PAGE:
Problem is, I think it breaks the RRR pattern. So I wonder how RRR works when child container are involved... Maybe the IXHost is another "root" which can be directly resolved by the composition root? Or maybe there's a really smart Unity lifetime manager which can do what I need?

  • Before I even try to figure out your object graph and what you want to do with it: Could you please explain what exactly you mean by client, host, service and component? For me the clients seem to offer access to what you call hosts (like a registry of some kind?). These hosts offer services you call to actually do something? – Sebastian Weber Jan 16 '12 at 21:38
  • @Sebastian Services and components are defined here. Host is some kind of DNS host and the client is the means to access a host. My users can't do var host = new Host(uri) so I had to provide another way for them to do it: var host = client.ConnectToHost(uri). I'm not sure that "client" is a good name though... – Suiden Jan 16 '12 at 21:55

@Suiden So my understanding is: Your client is something that lets you lookup hosts (like a registry). Hosts offer services implemented by components. Every application has exactly one instance of your lookup/client. Your components not only implement services but might need other services to do their job. You want to resolve all parts of that object graph exactly once and when you dispose your client throw all of it away.

A couple of thoughts:

Circular references between dependencies (or services) is something you should try to avoid. If these services need each other that indicates they should be one service. That's what high cohesion, low coupling is about.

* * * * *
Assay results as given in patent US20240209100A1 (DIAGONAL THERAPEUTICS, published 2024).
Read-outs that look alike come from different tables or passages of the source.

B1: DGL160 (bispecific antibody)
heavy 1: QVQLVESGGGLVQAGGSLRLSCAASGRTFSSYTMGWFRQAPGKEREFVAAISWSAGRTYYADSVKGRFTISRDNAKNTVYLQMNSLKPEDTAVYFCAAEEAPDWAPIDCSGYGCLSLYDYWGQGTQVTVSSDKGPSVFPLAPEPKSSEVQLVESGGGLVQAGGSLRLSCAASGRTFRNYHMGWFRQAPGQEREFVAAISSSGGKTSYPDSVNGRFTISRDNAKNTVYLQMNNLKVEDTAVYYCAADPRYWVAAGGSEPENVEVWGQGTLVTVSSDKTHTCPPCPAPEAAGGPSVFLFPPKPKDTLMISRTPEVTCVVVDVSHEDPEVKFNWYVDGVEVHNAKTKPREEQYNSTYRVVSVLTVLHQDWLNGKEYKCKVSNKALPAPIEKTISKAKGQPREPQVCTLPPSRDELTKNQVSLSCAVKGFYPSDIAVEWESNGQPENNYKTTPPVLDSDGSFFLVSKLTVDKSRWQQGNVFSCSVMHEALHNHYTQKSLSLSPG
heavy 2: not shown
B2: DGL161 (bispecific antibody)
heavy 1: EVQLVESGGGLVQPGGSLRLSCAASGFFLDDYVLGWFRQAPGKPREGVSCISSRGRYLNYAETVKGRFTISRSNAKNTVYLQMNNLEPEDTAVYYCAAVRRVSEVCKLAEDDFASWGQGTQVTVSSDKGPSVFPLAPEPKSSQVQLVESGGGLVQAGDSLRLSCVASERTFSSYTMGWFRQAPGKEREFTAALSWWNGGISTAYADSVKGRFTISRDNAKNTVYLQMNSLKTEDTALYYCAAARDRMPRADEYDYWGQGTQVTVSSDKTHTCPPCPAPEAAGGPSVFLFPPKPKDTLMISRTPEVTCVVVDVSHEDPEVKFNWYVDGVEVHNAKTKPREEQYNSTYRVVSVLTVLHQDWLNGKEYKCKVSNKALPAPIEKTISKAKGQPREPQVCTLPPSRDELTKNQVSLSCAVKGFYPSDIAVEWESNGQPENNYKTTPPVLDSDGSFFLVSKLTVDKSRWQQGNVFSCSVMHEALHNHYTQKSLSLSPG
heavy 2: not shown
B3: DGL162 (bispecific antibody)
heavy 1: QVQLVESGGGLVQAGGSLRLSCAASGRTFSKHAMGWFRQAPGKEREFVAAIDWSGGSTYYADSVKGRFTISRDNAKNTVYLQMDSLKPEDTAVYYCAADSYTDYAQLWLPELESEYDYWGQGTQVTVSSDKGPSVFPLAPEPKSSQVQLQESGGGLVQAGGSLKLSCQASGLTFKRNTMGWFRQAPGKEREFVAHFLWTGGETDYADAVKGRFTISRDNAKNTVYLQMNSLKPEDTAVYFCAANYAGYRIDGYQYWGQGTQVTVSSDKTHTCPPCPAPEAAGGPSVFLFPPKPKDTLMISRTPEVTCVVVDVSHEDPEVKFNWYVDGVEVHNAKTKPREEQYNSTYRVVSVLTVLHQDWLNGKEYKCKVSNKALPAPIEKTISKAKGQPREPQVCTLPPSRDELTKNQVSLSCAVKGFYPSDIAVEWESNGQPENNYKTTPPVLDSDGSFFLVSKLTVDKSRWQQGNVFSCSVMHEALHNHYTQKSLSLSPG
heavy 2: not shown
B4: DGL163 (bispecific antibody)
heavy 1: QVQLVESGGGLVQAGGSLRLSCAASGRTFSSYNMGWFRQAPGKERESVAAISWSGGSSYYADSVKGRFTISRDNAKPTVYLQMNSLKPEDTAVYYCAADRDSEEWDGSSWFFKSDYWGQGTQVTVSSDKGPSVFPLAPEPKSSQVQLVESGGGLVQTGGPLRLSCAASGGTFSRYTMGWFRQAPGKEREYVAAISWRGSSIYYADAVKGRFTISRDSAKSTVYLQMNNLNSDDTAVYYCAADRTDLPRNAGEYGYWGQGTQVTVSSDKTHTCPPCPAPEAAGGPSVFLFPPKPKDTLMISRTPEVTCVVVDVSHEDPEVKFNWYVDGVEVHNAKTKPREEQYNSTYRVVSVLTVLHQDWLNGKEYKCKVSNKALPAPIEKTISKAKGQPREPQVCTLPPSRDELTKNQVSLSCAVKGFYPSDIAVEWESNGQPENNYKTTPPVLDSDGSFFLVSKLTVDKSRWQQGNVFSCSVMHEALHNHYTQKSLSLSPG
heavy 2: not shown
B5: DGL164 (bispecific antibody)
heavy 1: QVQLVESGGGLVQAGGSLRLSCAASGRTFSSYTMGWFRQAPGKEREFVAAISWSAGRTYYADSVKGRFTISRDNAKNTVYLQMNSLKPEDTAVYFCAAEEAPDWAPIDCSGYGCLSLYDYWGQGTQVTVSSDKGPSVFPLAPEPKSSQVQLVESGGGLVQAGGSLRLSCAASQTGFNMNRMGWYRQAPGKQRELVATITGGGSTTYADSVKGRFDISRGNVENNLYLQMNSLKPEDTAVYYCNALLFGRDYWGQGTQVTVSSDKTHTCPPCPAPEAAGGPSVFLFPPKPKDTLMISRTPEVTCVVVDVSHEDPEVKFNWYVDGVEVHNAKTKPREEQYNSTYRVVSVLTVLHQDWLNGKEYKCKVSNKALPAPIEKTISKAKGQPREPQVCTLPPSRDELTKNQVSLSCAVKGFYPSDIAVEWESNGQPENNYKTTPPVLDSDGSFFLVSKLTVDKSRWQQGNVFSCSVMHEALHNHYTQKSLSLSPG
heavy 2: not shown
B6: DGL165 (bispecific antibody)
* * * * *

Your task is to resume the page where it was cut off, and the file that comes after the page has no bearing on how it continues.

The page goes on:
Unity does not clean up after itself. That means that even if you dispose a container that will not dispose the objects created by that container. The cleanup feature is on the wish list for Unity vNext

If you want to resolve an instance of some service and cache that instance inside your client/host wherever you should have a look at Lazy. It takes a Func to create an instance of T and evaluates that Func the first time the value is requested. So you can inject the Func into your classes or teach Unity to inject Lazy instances directly.

Child containers are a feature I find less than usefull. You can scope registration information and object lifetimes. But to make use of these scopes you would have to reference the appropriate child container. That means you are dropping dependency injection in favor of the ServiceLocator anti-pattern.

  • - It's true every app has exactly one instance of my client. This is one graph which I need disposed when the app closes. However the client can create hosts, so these are N other graphs which I need disposed when the app disposes the hosts. - I'll think more about the circular dependency stuff. Thanks for the hint - If Unity leaves a mess behind then I'll replace it - I started using Lazy at this project, although I can't afford 4.0 so I have my own implementation - ServiceLocator... yeah, been there, did it. Then I saw Mark's post couple of months ago so now I try to avoid it – Suiden Jan 17 '12 at 17:23
  • @Suiden if my answer was helpful it would be great if you could mark it as such. – Sebastian Weber Jan 18 '12 at 10:03
  • Of course, +1. Thank you for these suggestions! – Suiden Jan 22 '12 at 12:08